Martin Luther King Letter To Birmingham Jail

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Peaceful resistance to laws positively affect a free society. Throughout history, there have been multiple cases of both violent and peaceful protests. However, the peaceful protests are the ones that tend to stick with a society and are the ones that change the society for the better.

In April 1963, Martin Luther King Jr. wrote a letter about just and unjust laws while he was in Birmingham jail for peacefully protesting. King came to Birmingham because "injustice is here". King wrote about the ways African Americans were treated, and how they suffered just because they were a different race.

King believed that the way African Americans were treated was unjust. He believed that If whites were allowed to have their "god given rights", so should African Americans. King believes that "there is nothing
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After they were approved the right to vote, many states denied them this right or had civil service tests that they had to take in order to vote. During wars, they would recruit African Americans to fight by promising them freedom and equality when the war ended.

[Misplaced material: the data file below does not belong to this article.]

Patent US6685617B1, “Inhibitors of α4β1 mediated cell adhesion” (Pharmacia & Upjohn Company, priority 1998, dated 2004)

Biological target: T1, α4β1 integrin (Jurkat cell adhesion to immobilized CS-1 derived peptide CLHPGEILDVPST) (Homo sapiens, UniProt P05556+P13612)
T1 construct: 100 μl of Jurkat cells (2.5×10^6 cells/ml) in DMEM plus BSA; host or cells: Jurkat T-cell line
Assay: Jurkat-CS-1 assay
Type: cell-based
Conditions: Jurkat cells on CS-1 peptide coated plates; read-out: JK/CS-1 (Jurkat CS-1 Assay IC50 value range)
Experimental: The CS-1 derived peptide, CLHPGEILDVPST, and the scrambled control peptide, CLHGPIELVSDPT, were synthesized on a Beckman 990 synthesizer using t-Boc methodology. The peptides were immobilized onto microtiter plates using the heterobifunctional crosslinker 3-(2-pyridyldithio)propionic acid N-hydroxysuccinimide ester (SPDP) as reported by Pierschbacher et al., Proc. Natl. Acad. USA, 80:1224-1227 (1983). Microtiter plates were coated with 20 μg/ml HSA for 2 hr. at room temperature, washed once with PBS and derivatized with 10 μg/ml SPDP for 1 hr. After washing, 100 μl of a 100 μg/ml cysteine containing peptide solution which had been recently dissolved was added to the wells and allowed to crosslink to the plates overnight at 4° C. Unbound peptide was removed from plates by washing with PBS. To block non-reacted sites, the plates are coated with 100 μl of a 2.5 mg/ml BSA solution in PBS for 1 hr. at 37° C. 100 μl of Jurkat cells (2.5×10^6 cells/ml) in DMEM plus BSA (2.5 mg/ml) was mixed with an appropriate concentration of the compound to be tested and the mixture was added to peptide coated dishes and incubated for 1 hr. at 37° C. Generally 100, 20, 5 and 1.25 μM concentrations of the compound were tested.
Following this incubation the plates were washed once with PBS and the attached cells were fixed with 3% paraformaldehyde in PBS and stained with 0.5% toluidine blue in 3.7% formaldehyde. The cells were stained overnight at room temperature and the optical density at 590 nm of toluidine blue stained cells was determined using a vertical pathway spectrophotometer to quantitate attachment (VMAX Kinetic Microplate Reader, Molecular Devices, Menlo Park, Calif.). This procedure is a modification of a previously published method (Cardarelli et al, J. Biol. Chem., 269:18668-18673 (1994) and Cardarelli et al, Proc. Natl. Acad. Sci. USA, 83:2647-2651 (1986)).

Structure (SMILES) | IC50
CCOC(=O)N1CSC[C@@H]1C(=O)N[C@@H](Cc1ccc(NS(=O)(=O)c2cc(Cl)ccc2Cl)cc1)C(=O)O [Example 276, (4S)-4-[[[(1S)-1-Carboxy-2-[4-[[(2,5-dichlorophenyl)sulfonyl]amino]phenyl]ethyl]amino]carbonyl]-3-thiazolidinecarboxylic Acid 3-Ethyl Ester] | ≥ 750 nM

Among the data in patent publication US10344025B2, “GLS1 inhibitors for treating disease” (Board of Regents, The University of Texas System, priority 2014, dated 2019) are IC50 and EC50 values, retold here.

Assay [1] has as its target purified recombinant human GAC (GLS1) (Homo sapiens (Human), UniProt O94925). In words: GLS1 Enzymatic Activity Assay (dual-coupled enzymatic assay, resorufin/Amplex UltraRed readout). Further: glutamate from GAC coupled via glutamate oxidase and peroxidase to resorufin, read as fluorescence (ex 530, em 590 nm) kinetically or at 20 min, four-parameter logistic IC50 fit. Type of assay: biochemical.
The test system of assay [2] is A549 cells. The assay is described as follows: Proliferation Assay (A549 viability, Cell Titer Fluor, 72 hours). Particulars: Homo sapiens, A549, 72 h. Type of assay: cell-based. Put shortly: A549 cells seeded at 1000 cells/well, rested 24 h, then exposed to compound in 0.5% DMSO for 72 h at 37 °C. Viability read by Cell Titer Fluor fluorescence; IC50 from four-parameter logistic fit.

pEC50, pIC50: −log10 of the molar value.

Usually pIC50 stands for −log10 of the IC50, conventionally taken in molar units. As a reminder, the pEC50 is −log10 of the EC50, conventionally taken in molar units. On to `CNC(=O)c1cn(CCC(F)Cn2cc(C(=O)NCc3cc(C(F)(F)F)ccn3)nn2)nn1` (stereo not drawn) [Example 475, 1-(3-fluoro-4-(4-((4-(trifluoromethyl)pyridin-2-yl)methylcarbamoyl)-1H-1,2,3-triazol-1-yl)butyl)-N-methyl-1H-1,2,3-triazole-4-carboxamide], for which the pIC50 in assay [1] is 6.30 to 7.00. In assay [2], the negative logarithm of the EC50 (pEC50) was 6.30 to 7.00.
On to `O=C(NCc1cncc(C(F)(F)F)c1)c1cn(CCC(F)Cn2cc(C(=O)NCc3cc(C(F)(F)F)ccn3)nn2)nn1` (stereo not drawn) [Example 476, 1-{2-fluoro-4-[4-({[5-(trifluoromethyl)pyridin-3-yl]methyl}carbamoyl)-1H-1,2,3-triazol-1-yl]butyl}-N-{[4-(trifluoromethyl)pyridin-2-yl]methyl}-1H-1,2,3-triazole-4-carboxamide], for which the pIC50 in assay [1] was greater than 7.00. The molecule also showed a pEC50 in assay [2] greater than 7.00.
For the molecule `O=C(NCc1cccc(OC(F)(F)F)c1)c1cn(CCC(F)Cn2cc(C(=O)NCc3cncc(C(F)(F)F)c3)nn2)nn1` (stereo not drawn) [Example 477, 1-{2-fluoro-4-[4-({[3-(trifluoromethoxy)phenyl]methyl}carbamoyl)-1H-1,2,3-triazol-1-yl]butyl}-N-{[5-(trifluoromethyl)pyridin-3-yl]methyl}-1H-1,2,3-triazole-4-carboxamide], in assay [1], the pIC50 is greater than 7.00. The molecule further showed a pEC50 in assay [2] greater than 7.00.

King with his letter to Birmingham Jail wasn't the only type of civil disobedience going on. Rosa Parks cause the bus boycott when she refused to give up her seat on the bus to a white person. Parks fought to desegregate buses. Bus drivers got to choose who stood and who had the right to sit down when the bus was full. Parks thought this was unjust. African Americans all around town refused to get on the buses. King ended up being a part of this boycott. This became known as the Montgomery Bus Boycott. Bus companies began to loose tons of money because whites even began to join in. Eventually, buses desegregated so they would start gaining the money they were losing. Rosa Parks is now well known for this boycott because it changed the way African Americans were treated on
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